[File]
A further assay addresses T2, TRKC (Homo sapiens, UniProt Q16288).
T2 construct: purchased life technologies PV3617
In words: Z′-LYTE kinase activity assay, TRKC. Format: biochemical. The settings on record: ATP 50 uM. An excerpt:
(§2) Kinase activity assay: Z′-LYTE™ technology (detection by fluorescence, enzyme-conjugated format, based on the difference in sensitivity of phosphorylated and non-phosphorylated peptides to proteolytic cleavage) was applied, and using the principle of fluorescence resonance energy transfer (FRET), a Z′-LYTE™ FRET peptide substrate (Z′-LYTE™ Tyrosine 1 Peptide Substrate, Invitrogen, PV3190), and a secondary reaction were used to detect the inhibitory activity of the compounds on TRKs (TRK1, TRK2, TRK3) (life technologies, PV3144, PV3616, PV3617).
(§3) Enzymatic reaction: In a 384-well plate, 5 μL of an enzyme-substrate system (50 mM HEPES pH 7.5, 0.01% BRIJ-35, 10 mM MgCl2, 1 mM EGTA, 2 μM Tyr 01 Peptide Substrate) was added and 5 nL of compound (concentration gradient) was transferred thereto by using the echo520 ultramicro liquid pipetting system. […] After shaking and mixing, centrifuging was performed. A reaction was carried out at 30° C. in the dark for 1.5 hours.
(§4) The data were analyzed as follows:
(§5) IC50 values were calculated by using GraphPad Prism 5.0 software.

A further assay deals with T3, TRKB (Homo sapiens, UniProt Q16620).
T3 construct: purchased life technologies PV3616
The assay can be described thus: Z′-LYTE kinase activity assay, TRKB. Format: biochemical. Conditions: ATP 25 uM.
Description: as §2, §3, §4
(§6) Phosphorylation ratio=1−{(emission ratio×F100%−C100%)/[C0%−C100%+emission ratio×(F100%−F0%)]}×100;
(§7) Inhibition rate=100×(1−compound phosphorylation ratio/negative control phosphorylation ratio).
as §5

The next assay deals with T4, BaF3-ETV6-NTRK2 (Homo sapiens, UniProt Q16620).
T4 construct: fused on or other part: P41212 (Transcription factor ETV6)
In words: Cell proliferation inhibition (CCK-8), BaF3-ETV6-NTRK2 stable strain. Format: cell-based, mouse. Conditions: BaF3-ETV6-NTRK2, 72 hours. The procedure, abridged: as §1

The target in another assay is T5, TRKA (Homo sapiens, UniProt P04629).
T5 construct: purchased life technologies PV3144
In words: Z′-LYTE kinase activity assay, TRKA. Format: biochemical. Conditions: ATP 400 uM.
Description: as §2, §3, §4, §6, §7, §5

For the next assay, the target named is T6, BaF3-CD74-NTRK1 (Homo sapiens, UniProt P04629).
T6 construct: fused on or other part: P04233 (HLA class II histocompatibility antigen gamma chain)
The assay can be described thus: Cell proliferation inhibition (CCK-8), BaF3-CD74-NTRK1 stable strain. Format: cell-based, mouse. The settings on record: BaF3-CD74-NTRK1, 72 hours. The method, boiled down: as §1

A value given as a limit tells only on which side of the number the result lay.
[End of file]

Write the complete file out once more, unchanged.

A further assay addresses T2, TRKC (Homo sapiens, UniProt Q16288).
T2 construct: purchased life technologies PV3617
In words: Z′-LYTE kinase activity assay, TRKC. Format: biochemical. The settings on record: ATP 50 uM. An excerpt:
(§2) Kinase activity assay: Z′-LYTE™ technology (detection by fluorescence, enzyme-conjugated format, based on the difference in sensitivity of phosphorylated and non-phosphorylated peptides to proteolytic cleavage) was applied, and using the principle of fluorescence resonance energy transfer (FRET), a Z′-LYTE™ FRET peptide substrate (Z′-LYTE™ Tyrosine 1 Peptide Substrate, Invitrogen, PV3190), and a secondary reaction were used to detect the inhibitory activity of the compounds on TRKs (TRK1, TRK2, TRK3) (life technologies, PV3144, PV3616, PV3617).
(§3) Enzymatic reaction: In a 384-well plate, 5 μL of an enzyme-substrate system (50 mM HEPES pH 7.5, 0.01% BRIJ-35, 10 mM MgCl2, 1 mM EGTA, 2 μM Tyr 01 Peptide Substrate) was added and 5 nL of compound (concentration gradient) was transferred thereto by using the echo520 ultramicro liquid pipetting system. […] After shaking and mixing, centrifuging was performed. A reaction was carried out at 30° C. in the dark for 1.5 hours.
(§4) The data were analyzed as follows:
(§5) IC50 values were calculated by using GraphPad Prism 5.0 software.

A further assay deals with T3, TRKB (Homo sapiens, UniProt Q16620).
T3 construct: purchased life technologies PV3616
The assay can be described thus: Z′-LYTE kinase activity assay, TRKB. Format: biochemical. Conditions: ATP 25 uM.
Description: as §2, §3, §4
(§6) Phosphorylation ratio=1−{(emission ratio×F100%−C100%)/[C0%−C100%+emission ratio×(F100%−F0%)]}×100;
(§7) Inhibition rate=100×(1−compound phosphorylation ratio/negative control phosphorylation ratio).
as §5

The next assay deals with T4, BaF3-ETV6-NTRK2 (Homo sapiens, UniProt Q16620).
T4 construct: fused on or other part: P41212 (Transcription factor ETV6)
In words: Cell proliferation inhibition (CCK-8), BaF3-ETV6-NTRK2 stable strain. Format: cell-based, mouse. Conditions: BaF3-ETV6-NTRK2, 72 hours. The procedure, abridged: as §1

The target in another assay is T5, TRKA (Homo sapiens, UniProt P04629).
T5 construct: purchased life technologies PV3144
In words: Z′-LYTE kinase activity assay, TRKA. Format: biochemical. Conditions: ATP 400 uM.
Description: as §2, §3, §4, §6, §7, §5

For the next assay, the target named is T6, BaF3-CD74-NTRK1 (Homo sapiens, UniProt P04629).
T6 construct: fused on or other part: P04233 (HLA class II histocompatibility antigen gamma chain)
The assay can be described thus: Cell proliferation inhibition (CCK-8), BaF3-CD74-NTRK1 stable strain. Format: cell-based, mouse. The settings on record: BaF3-CD74-NTRK1, 72 hours. The method, boiled down: as §1

A value given as a limit tells only on which side of the number the result lay.